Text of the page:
Livin La Vida Local: Week 3

While it’s easy to be sucked into Ouseburn and the joys of Think Tank it is unfair to forget the rest of the North East. While Newcastle has a lot to offer musically it’s definitely worth lacing up your docs and hopping on a metro to explore some of the other sights the region has to offer.

Surf Café – Tynemouth

Newcastle has the privileged position of being a fine city a mere hop away from the coast. If Brighton is the bohemian coastal getaway to London, then Tynemouth is the seaside shangri-la to Newcastle and the Surf Cafe is the perfect venue to catch Tyne and Wear’s top talent. With friendly Aussie bar staff (of course there would be in a Surf bar) and a decent food menu, this is the perfect venue to escape the city and catch some of the regions top musical talent in a relaxed and friendly venue.

Independent/Holmeside Coffee – Sunderland

Being from Sunderland myself, I’ve spent many an hour drinking, dancing and catching bands and DJs at this versatile venue. On the weekend the greater club Independent has hosted bands such as The Subways and recently had Thomas Turgoose of This Is England fame DJing their Saturday nightclub event. During the day a small section of it’s open as a coffee shop, owned and ran by the lads from Lilliput, where you can sample artisan coffee and a divine peanut butter hot chocolate. On a weeknight it hosts monthly film clubs, a reading circle and a writers group which provides a fertile creative space in a city that is always living in the shadow of their black and white neighbours. FUCK THE MAGS.

Sound It Out Records – Stockton Upon Tees

It’s not often you hear about a record shop having a documentary made about them, no less in Teesside, but Sound It Out Records was the subject of Jeanie Finlay’s 2011 film profiling the last independent vinyl-selling store in the region. Surprisingly, this documentary even got airspace at South By South West Festival that year, which is pretty damn surprising considering Teesside’s greatest export is the chicken parmo. The shop itself is a treasure trove of goods where you can get classic punk LPs alongside recently pressed vinyl by artists such as Mercury Rev. Also stocking clothes and vintage editions of the NME this store is worth catching the rickety train from Central Station across the region. If you’re pressed for time or a bit too hungover for the trek, than it’s also worthwhile to check out Sound It Out’s online store, which lists most of the stock, they also have in the shop front.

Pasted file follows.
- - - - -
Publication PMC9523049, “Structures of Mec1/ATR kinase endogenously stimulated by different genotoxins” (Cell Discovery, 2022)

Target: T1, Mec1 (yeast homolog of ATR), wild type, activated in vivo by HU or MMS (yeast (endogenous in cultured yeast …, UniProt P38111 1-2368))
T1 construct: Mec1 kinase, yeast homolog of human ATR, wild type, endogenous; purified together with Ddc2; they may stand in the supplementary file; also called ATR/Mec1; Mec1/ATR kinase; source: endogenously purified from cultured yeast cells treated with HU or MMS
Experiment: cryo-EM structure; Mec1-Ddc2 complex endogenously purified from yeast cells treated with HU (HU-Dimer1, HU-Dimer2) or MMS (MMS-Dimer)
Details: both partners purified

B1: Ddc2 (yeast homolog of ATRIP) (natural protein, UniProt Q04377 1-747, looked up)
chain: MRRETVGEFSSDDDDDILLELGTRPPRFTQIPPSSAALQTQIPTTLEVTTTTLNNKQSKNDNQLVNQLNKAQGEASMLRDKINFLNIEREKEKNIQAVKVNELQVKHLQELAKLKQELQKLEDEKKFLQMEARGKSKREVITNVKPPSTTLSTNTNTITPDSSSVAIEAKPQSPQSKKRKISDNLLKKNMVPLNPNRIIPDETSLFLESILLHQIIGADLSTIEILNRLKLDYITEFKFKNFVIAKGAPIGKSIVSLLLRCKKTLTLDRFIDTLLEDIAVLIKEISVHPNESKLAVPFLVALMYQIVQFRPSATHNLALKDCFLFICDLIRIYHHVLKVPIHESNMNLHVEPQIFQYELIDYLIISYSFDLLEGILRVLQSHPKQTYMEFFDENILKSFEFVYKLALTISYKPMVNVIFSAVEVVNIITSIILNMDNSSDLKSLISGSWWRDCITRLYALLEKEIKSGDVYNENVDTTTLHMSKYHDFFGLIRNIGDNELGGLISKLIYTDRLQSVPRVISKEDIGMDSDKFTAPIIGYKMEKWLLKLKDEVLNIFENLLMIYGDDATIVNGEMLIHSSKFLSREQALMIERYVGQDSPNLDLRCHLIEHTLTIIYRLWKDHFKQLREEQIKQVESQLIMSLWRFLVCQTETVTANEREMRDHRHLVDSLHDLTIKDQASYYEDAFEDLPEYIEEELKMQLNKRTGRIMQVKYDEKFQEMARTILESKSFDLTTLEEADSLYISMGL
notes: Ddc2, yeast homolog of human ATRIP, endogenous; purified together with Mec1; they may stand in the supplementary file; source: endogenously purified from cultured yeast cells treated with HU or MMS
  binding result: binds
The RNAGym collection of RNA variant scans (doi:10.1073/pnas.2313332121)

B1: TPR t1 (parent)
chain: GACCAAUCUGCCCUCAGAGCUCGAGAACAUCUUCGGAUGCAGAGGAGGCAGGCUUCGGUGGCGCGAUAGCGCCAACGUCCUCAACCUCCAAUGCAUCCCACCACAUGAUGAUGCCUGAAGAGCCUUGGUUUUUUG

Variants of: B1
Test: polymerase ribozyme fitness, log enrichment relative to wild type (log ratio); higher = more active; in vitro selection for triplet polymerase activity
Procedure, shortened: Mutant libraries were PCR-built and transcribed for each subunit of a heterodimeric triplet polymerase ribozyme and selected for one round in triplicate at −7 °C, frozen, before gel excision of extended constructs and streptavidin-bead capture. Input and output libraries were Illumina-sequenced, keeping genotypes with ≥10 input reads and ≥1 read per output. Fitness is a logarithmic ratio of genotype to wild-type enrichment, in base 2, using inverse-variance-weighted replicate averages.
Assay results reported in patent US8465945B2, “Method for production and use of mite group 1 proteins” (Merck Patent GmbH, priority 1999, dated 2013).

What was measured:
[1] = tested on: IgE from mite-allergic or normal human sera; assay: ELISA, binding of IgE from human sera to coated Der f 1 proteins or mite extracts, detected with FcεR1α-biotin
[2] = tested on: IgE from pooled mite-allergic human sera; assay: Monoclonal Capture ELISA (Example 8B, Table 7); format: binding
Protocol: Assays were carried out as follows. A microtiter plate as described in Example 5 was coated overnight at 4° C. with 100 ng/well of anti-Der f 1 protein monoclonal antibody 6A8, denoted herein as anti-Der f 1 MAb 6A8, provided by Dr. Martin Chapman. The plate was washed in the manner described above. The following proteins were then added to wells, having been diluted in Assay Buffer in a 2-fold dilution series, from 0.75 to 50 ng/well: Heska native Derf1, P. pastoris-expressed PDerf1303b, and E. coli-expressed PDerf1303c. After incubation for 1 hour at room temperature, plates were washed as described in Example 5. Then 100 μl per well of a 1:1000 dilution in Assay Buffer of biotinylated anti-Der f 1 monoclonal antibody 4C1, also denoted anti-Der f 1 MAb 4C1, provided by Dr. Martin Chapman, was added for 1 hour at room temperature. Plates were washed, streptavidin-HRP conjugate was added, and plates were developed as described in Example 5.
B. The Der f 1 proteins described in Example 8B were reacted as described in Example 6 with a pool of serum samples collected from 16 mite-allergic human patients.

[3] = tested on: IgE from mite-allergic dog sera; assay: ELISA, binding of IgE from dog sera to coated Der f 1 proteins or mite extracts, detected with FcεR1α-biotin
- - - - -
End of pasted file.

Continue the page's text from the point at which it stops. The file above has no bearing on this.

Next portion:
Twisted Lip – Middlesbrough

While Empire is the main draw for bands and DJs to Middlesbrough, it is Twisted Lip that offers a more laid back and relaxed venue to listen to good music and drink tasty beers. On Saturday night’s they host Funkbox, unsurprisingly a funk and disco night, that’s free in and invites you to “Come to dance and bring a smile”. As well as club night’s, they frequently host acoustic nights showcasing local talent, but also they’ve recently had more established artists such as Paul Heaton of Beautiful South and Housemartins fame. The management deliberately set themselves apart from the rest of the bars in Boro’ by decorating it with reclaimed furniture from an abandoned church giving the bar a truly unique ambience in the heart of smoggy land.

Jamie Shepherd

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